clojure

Understanding Clojure partial


I'm reading the Clojure Programming book. I'm at an example about partials and it go like this:

(def only-strings (partial filter string?))

The thing is, if the i write the next function:

(defn only-strings [x] (filter string? x))

I can have the same result:

user=> (only-strings [6 3 "hola" 45 54])
("hola")

What are the benefits of using a partial here? Or the example is just to simple to show them? Could somebody please give me an example where a partial would be useful. Many thanks.


Solution

  • The benefits of partial in this case is that you can fix the first argument and bind it to string?.

    That's even all partial does. Predefining the first parameters as you can see in yours and in Arthur's example.

    (def foo (partial + 1 2))
    
    (foo 3 4)    ;; same as (+ 1 2 3 4)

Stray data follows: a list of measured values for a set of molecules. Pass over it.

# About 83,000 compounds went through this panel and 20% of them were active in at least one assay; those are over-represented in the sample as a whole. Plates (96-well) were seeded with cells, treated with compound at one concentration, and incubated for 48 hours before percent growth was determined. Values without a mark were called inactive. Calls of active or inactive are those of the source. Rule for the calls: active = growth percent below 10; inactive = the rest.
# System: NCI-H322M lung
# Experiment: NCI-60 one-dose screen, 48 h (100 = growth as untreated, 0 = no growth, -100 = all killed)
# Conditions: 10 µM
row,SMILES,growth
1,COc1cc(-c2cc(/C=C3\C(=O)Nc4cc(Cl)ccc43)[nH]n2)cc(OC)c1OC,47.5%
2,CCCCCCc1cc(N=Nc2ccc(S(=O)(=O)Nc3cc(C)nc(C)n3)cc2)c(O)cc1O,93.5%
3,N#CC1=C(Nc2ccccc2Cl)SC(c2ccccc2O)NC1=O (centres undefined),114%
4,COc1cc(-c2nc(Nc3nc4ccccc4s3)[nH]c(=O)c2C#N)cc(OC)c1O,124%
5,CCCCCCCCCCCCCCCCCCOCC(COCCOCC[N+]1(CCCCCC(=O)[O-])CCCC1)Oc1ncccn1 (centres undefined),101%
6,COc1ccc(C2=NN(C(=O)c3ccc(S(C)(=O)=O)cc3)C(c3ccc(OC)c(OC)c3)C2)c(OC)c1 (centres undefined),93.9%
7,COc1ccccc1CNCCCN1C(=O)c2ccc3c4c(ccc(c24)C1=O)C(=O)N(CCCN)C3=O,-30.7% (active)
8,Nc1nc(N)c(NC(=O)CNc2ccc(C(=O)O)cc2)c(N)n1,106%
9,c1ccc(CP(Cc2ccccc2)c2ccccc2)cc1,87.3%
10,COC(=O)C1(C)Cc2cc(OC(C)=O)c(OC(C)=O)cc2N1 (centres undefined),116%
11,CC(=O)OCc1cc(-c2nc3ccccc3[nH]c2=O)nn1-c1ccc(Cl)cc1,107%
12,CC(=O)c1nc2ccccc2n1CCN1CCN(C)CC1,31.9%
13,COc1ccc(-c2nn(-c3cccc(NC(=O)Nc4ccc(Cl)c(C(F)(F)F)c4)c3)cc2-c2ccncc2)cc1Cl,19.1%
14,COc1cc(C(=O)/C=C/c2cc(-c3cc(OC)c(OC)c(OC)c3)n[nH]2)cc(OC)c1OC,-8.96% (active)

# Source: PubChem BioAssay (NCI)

;; > 10
    

    With partial I bound the first two arguments to 1 and 2 in this case.

    Why could this be useful?

    You may want to use map or apply on a function, which takes two arguments. This would be very bad, because map and apply take a function, which one needs one argument. So you might fix the first argument and use partial for this and you get a new function which only needs one argument. So it can be used with map or apply.

    In one of my projects I had this case. I thought about using partial or an anonymous function. As I only needed it in one case, I used a lambda. But if you need it more than one time, than defining a new function with partial would be very useful. Also it is more readable.